I'm trying to understand why the recommended wire gauge for a domestic supply depends on whether you're getting three phase or single phase power. Specifically I'm talking about when the power rating per phase is the same.
For example, if I look up what wire gauge I need for a 100 meter run of 12kVA single phase power, I get heavier gauge wire than for 100 meter run of 36kVA three phase power. In my head, I'd figured 36kVA three phase was almost the same as having 3 supplies of 12kVA single phase, except that the three phases can share the same neutral wire. So I would have expected the required wire gauge to be the same between 12kVA single phase and 36kVA three phase (with all other things being equal, eg same phase-to-neutral voltage etc).
Is there some reason that you get less voltage drop in the three phase scenario? Or is it some more mundane reason, eg that you consider phase-to-phase voltage instead of phase-to-neutral in the 3-phase case so the drop is the same in absolute terms but smaller in percentage terms?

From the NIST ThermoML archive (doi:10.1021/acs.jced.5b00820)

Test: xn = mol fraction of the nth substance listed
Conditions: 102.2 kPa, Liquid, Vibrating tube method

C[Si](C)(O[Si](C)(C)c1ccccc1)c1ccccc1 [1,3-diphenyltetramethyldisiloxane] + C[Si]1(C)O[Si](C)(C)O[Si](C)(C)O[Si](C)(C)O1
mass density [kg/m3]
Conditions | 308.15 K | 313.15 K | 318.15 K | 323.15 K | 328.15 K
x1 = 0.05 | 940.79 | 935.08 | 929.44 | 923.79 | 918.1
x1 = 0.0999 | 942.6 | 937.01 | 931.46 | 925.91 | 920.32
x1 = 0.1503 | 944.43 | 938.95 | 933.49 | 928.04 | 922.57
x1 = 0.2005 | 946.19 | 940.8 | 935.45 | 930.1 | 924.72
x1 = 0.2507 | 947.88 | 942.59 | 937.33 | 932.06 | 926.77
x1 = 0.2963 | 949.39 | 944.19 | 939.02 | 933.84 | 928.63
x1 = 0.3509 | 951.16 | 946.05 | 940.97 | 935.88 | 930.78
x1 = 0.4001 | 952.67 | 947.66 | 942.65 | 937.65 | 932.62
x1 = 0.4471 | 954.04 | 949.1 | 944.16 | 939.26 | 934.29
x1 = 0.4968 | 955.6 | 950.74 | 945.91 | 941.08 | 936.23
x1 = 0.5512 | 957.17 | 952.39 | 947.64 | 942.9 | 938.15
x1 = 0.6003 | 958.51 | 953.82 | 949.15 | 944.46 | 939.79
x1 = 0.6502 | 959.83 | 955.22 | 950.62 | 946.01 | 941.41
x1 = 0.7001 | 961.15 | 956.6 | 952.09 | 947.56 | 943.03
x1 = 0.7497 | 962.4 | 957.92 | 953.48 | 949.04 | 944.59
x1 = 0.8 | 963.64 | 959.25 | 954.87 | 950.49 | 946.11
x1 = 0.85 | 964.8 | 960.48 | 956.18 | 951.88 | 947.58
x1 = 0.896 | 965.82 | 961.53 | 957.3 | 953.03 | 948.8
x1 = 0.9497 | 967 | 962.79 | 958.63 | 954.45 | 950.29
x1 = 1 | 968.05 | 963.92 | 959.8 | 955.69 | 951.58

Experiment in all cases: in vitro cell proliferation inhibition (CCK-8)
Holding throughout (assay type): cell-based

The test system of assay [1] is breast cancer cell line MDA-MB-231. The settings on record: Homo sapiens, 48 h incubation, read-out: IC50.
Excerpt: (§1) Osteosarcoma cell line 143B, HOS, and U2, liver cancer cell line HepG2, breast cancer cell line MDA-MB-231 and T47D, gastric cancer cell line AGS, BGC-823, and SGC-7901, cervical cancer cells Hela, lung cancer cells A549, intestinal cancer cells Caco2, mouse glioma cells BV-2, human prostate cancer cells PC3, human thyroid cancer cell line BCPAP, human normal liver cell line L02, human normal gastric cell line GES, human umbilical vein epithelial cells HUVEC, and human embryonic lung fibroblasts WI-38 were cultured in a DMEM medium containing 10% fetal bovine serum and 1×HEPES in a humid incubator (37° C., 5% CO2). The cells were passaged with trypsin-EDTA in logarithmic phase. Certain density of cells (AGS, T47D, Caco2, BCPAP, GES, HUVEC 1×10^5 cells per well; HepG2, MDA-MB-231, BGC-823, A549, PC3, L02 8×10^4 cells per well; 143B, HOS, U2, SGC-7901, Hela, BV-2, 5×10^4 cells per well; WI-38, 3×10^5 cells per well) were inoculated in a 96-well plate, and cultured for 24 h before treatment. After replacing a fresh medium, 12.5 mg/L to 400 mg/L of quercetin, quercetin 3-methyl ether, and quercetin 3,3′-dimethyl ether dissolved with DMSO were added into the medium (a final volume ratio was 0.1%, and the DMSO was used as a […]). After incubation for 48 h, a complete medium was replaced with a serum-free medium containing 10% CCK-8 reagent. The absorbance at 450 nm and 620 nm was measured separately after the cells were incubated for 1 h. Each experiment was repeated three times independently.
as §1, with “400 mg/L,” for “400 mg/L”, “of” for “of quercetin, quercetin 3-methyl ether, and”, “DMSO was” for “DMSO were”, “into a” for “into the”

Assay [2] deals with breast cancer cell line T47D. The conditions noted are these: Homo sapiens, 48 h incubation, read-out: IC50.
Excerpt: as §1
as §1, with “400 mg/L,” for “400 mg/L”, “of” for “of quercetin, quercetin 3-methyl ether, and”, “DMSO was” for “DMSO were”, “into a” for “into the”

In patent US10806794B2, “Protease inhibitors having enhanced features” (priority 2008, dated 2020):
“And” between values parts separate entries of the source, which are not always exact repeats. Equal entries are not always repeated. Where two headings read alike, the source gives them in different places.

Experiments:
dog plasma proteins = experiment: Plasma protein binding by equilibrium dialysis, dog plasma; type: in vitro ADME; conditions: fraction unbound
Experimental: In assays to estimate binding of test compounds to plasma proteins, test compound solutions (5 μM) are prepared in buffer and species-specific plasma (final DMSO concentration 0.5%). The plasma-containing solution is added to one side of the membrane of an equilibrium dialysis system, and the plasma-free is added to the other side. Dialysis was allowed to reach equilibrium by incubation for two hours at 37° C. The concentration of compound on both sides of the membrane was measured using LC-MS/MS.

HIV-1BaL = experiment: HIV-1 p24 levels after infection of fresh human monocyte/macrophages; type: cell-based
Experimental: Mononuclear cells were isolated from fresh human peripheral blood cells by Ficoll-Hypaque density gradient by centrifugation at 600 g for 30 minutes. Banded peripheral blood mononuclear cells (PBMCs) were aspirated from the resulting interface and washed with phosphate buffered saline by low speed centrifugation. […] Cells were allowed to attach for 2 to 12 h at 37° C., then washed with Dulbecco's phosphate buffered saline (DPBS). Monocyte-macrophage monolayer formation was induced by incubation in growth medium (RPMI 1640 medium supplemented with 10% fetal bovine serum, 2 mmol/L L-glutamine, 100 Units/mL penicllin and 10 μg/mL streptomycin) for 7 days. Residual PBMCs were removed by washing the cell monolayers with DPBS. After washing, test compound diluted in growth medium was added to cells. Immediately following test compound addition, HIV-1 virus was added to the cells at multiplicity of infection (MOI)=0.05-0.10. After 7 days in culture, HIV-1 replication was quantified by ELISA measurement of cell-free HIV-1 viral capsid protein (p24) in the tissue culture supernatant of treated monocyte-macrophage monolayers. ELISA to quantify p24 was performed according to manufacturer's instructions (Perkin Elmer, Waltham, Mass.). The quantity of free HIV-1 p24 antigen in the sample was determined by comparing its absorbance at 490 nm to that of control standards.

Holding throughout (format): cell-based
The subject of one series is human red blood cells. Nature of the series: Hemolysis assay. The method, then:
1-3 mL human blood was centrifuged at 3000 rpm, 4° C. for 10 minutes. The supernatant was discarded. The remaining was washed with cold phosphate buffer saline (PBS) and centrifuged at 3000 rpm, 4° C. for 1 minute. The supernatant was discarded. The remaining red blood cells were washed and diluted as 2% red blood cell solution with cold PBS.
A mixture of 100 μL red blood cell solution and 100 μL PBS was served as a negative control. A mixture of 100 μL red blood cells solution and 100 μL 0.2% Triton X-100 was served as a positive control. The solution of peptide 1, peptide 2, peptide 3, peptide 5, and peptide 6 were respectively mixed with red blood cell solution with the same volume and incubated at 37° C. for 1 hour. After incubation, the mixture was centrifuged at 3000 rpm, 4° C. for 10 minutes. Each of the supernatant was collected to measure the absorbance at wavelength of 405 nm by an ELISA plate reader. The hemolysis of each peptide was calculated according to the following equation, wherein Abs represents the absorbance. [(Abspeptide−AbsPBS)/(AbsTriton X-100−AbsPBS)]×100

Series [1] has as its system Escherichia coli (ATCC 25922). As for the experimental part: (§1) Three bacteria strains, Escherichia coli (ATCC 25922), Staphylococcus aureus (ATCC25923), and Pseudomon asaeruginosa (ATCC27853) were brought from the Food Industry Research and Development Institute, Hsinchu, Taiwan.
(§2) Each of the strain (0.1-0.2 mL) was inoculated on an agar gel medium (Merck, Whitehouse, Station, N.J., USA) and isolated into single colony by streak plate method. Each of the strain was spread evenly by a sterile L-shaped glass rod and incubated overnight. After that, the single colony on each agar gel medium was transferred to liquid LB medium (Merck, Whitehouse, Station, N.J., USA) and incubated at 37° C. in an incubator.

EDIT: For those who are asking about the specific recommendations I'm referring to, it's those in France (though I believe the rules in other European countries are similar). Eg, have look at this page https://schema-electrique.net/tableau-choix-section-cable-alimentation-electrique.html and scroll down to the section marked "Le disjoncteur de branchement est éloigné du tableau électrique" -- which just means you've got a significant cable run between your meter (by the side of the road) and your distribution board (in your house). Here, it shows, eg, that, for 60A single-phase ("monophasé"), to ensure a voltage drop of no more than 2%, you need 35mm2 copper for a run of up to 58 meters and 70mm2 copper cable for a run of up to 117 meters. Scroll down slightly further and it shows that, for 60A 3-phase ("triphasé"), for the same 2% voltage drop, you only need 35mm2 copper cable for a run of up to 116 meters. Essentially, for 3-phase, at the same ampage, the allowed distances for any given gauge wire are double what they would be for single-phase.